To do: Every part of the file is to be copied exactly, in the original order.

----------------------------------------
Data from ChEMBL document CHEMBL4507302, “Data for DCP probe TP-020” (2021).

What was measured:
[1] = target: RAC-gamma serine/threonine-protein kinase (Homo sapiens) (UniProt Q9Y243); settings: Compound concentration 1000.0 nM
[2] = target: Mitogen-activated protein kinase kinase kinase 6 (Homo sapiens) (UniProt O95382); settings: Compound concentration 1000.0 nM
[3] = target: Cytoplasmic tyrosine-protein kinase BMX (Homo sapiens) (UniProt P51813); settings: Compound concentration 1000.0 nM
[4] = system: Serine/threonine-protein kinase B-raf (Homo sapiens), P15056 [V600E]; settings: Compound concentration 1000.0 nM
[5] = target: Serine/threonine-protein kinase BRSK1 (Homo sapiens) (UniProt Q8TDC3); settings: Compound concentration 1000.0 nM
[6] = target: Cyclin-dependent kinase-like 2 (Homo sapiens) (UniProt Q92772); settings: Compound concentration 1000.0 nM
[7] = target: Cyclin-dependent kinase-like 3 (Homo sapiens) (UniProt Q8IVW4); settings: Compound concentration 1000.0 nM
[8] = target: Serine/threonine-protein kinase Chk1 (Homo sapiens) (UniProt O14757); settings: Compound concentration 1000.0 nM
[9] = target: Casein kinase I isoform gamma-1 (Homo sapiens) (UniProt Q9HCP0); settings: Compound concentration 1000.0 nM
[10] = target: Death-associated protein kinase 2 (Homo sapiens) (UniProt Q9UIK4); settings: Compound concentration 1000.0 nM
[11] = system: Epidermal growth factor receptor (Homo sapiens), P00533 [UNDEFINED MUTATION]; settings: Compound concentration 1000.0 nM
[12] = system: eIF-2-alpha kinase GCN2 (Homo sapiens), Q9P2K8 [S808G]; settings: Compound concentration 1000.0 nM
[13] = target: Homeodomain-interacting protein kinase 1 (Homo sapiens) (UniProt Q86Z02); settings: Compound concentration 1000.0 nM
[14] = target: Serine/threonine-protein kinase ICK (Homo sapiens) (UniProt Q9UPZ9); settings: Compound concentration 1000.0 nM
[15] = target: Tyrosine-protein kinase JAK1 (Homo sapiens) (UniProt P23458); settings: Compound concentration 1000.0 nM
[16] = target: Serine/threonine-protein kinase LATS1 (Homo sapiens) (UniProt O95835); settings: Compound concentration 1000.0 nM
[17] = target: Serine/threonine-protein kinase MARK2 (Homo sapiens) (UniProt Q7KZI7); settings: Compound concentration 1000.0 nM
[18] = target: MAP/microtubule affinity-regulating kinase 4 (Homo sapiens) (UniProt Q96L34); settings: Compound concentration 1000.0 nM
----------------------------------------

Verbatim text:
Data from ChEMBL document CHEMBL4507302, “Data for DCP probe TP-020” (2021).

What was measured:
[1] = target: RAC-gamma serine/threonine-protein kinase (Homo sapiens) (UniProt Q9Y243); settings: Compound concentration 1000.0 nM
[2] = target: Mitogen-activated protein kinase kinase kinase 6 (Homo sapiens) (UniProt O95382); settings: Compound concentration 1000.0 nM
[3] = target: Cytoplasmic tyrosine-protein kinase BMX (Homo sapiens) (UniProt P51813); settings: Compound concentration 1000.0 nM
[4] = system: Serine/threonine-protein kinase B-raf (Homo sapiens), P15056 [V600E]; settings: Compound concentration 1000.0 nM
[5] = target: Serine/threonine-protein kinase BRSK1 (Homo sapiens) (UniProt Q8TDC3); settings: Compound concentration 1000.0 nM
[6] = target: Cyclin-dependent kinase-like 2 (Homo sapiens) (UniProt Q92772); settings: Compound concentration 1000.0 nM
[7] = target: Cyclin-dependent kinase-like 3 (Homo sapiens) (UniProt Q8IVW4); settings: Compound concentration 1000.0 nM
[8] = target: Serine/threonine-protein kinase Chk1 (Homo sapiens) (UniProt O14757); settings: Compound concentration 1000.0 nM
[9] = target: Casein kinase I isoform gamma-1 (Homo sapiens) (UniProt Q9HCP0); settings: Compound concentration 1000.0 nM
[10] = target: Death-associated protein kinase 2 (Homo sapiens) (UniProt Q9UIK4); settings: Compound concentration 1000.0 nM
[11] = system: Epidermal growth factor receptor (Homo sapiens), P00533 [UNDEFINED MUTATION]; settings: Compound concentration 1000.0 nM
[12] = system: eIF-2-alpha kinase GCN2 (Homo sapiens), Q9P2K8 [S808G]; settings: Compound concentration 1000.0 nM
[13] = target: Homeodomain-interacting protein kinase 1 (Homo sapiens) (UniProt Q86Z02); settings: Compound concentration 1000.0 nM
[14] = target: Serine/threonine-protein kinase ICK (Homo sapiens) (UniProt Q9UPZ9); settings: Compound concentration 1000.0 nM
[15] = target: Tyrosine-protein kinase JAK1 (Homo sapiens) (UniProt P23458); settings: Compound concentration 1000.0 nM
[16] = target: Serine/threonine-protein kinase LATS1 (Homo sapiens) (UniProt O95835); settings: Compound concentration 1000.0 nM
[17] = target: Serine/threonine-protein kinase MARK2 (Homo sapiens) (UniProt Q7KZI7); settings: Compound concentration 1000.0 nM
[18] = target: MAP/microtubule affinity-regulating kinase 4 (Homo sapiens) (UniProt Q96L34); settings: Compound concentration 1000.0 nM